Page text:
“You can read more tips from our team around preservation maintenance by clicking here.”
4. Spare parts for planned maintenance
“Many companies hold a huge amount of spare parts that are linked to their planned maintenance regime which have often been purchased years in advance and multiple times over. Doing this can create significant issues, these include:
- Tying up cash unnecessarily before it is required
- Taking up premium space on the asset holding spares you don't immediately need
- Difficulties in management and tracking of stock due to excess clutter
- The equipment not being fit for use because preservation maintenance has not been done
- Spares to perish over time, causing premature failure of equipment once installed
“To avoid these issues, companies should consider utilizing the “just in time” approach to ensure spares arrive just prior to the work being executed. But in order for this to work properly, you must have visibility on lead times, and your planning and scheduling process must be well established and optimized for spares to be ordered at the work order call horizon.
“There are a number of additional benefits that can be unlocked by doing this:
- Spare parts are ordered against the correct maintenance work order, so the true cost of maintaining the equipment can be recorded
- You gain more life-time from the parts by reducing shelf time
- You don't spend this years budget buying spares for work orders that will occur in 2 years time - for example”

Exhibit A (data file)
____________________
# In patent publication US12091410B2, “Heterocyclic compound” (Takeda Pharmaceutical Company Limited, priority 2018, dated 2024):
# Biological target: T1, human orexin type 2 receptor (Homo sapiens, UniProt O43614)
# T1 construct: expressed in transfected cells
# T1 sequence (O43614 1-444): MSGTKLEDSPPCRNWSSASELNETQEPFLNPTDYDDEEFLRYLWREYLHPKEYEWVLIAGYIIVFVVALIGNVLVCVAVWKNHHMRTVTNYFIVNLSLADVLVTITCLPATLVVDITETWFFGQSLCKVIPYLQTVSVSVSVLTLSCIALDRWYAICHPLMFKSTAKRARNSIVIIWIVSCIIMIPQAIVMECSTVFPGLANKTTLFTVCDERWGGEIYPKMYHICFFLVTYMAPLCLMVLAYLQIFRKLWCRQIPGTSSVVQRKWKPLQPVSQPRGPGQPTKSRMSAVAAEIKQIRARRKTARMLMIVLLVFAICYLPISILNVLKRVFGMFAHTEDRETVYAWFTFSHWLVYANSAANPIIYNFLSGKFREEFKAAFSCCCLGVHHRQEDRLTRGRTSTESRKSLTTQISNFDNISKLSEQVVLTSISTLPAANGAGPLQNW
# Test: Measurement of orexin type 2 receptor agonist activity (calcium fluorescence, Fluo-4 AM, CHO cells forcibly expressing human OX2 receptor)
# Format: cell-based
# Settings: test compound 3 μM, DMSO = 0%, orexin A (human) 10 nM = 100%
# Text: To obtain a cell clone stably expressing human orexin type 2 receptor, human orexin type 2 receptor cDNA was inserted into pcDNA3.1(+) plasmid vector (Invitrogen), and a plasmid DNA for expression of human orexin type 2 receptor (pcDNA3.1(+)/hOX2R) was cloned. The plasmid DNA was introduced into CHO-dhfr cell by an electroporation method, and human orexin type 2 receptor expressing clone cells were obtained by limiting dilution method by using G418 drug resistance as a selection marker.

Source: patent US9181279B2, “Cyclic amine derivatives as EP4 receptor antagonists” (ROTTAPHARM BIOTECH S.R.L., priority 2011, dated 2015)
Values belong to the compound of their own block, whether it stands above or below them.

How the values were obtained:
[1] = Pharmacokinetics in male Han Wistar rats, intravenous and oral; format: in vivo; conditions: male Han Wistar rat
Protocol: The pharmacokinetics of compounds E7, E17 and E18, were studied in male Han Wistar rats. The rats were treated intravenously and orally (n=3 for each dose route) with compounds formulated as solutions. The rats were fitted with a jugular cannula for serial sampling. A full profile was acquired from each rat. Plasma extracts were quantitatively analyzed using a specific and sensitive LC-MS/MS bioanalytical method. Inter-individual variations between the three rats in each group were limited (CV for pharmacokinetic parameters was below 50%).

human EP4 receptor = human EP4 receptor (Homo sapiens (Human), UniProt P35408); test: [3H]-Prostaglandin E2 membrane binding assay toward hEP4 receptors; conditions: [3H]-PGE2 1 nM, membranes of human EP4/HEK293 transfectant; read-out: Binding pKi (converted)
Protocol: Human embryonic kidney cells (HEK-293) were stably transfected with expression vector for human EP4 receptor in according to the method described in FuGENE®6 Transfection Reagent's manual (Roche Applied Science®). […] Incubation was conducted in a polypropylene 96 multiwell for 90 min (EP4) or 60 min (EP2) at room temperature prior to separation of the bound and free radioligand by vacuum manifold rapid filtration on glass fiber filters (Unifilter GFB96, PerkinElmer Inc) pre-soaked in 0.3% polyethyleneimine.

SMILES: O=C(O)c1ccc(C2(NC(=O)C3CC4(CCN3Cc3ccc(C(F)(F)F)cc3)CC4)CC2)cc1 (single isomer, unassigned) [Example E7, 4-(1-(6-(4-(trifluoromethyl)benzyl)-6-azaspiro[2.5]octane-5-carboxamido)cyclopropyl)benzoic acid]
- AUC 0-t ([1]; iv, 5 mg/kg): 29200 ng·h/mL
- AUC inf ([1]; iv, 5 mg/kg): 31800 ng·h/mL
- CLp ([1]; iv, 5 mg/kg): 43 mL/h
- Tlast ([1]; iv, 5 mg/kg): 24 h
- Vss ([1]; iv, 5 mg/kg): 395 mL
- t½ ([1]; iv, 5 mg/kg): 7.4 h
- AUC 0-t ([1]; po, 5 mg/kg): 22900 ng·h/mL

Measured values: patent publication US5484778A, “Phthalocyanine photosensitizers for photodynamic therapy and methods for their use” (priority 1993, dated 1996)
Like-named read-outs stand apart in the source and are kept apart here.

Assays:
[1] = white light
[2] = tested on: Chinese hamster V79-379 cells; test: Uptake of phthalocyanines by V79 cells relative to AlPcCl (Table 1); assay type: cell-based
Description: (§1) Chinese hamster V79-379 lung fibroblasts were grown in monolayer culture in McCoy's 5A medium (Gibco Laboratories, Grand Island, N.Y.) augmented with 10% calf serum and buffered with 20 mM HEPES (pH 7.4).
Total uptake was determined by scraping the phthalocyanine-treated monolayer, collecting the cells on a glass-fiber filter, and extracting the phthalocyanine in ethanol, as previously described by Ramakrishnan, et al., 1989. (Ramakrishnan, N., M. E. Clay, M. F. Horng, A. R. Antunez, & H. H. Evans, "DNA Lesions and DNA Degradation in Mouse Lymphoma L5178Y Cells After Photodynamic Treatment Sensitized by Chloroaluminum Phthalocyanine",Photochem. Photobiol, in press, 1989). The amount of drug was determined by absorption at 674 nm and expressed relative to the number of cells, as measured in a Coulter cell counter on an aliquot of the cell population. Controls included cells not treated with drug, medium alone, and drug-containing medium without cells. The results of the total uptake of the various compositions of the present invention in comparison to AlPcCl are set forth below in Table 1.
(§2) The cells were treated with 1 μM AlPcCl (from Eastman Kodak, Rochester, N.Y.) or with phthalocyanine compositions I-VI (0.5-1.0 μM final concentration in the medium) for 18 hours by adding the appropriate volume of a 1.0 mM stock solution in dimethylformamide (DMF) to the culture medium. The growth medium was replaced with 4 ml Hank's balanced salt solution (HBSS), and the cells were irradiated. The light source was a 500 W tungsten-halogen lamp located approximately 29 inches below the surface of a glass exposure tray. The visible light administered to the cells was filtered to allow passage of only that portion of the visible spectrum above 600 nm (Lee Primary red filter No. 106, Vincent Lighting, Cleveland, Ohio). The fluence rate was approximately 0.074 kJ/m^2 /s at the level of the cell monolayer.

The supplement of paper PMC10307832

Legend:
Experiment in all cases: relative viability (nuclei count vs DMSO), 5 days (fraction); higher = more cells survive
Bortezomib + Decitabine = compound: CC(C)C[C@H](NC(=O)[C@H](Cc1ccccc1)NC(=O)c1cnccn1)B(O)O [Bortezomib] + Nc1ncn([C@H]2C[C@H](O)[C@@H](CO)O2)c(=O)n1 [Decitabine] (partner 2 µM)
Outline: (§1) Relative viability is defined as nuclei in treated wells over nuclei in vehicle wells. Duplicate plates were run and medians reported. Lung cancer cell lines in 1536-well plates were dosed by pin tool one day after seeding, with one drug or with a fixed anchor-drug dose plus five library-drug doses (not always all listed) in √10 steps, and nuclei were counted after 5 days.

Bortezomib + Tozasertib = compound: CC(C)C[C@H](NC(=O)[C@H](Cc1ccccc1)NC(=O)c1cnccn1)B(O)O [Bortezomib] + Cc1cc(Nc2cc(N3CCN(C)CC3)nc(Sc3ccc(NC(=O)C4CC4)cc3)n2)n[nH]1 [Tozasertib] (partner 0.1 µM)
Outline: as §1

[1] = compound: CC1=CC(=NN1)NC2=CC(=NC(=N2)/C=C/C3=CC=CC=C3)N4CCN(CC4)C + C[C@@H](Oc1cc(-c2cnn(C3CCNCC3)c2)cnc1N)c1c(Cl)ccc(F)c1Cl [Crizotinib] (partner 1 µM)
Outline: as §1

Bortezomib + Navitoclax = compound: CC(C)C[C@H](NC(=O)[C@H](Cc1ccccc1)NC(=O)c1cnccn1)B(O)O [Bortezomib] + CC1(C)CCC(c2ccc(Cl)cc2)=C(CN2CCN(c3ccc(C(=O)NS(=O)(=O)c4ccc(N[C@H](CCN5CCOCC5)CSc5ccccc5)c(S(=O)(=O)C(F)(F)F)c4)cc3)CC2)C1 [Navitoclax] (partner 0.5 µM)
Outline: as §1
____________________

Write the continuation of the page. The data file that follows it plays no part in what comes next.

“The final challenge I want to speak about is around data, and specifically data standards - as this is the root cause of so many problems for companies.
“Within a CMMS, you will likely find multiple variations of descriptions for the exact same items. English may not be people’s first language, there could be spelling errors or varying abbreviations, the CMMS may not have an autocorrect, and so on.
“The system won’t recognise the potential duplicate item, and instead a new record is created each time. This can result in overstocking, as the figures are incorrect, and in the worst case scenario, you may believe you don’t have any stock (due to descriptions not being correct) and then do an emergency purchase which could cost an extra 50% of item cost - but the part was in stock the whole time.
“I cannot stress the importance of data standardization and data cleansing enough. This may not seem an exciting or important piece of work, but the knock-on benefits can be huge - and it should only need to be done once. Once done correctly, you can train your team and create standards for them to follow.”
How we can help…
At Add Energy, we have a team of materials experts that are working with clients across the globe to help them reduce OPEX costs through immediate and reliable access to critical spares.
Our services can help you:
- Know what you need to stock, based on risk, consequence and likelihood
- Remove capital tied up in non-critical stock holdings
- Reduce equipment downtime and maintenance expenditure, through availability of spare parts
- Understand what you have in stores, and where they are located, to avoid unnecessary expenditure and time wastage.